State regulators approved a $390 million plan to build two utility-scale solar plants in Wisconsin on Thursday. This massive investment will provide clean, carbon free power to 110,000 homes throughout the state.
“Wisconsin is ready to embrace a clean energy economy thanks to declining costs of renewable infrastructure and utilities responding to customer demands for clean energy options.” Chairwoman of the approval board Rebecca Valcq told the Wisconsin State Journal. Once completed, the two projects would become the largest solar panel installations in the Midwest.
State utility companies are actively looking to retire existing coal fired power plants and other proposals would have cost consumers more than $181 million in extra service fees. Constructing a large solar farm not only is the cleaner choice, but it is the most cost effective. In fact, customers can expect their electricity bill to go down by roughly 1% when the plants are completed.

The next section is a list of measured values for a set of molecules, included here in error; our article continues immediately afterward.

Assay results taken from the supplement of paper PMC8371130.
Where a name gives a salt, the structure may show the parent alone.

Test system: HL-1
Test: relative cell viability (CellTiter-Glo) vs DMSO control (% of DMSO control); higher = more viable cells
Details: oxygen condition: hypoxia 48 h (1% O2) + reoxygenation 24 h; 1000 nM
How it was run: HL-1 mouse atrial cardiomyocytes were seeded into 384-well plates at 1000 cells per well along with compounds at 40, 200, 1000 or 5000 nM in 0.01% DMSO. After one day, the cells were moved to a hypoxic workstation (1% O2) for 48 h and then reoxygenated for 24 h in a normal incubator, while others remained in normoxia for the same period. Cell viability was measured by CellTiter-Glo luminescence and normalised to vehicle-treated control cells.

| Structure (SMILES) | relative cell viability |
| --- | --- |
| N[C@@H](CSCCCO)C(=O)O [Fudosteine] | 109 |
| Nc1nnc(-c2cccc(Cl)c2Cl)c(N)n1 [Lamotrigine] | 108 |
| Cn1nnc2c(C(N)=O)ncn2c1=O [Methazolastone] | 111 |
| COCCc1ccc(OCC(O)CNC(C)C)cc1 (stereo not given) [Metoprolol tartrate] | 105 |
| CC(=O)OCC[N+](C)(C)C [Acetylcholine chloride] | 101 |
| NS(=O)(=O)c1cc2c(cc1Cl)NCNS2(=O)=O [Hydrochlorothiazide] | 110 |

While that doesn’t sound like a lot of money, the benefits to the state are enormous. Property owners are selling land at a premium, having already received $54 million from the proceeds of the land sales and local governments are seeing a boost in tax receipts of nearly $35 million a year. Moreover, half a million tones of greenhouse gasses will not be released into the air every year. State utilities have set a goal of an 80% reduction in carbon dioxide emissions by 2050.
Utility-scale solar projects are a new weapon in the fight against climate change. While some landowners are bothered by the size of the project, the total footprint only accounts for 0.03% of non-forested land in the state. If all currently planned solar projects are approved and completed, that number rises to 0.22%. With so much land available to produce clean energy, state regulators are working to make sure that the Badger state is the regional leader in solar power.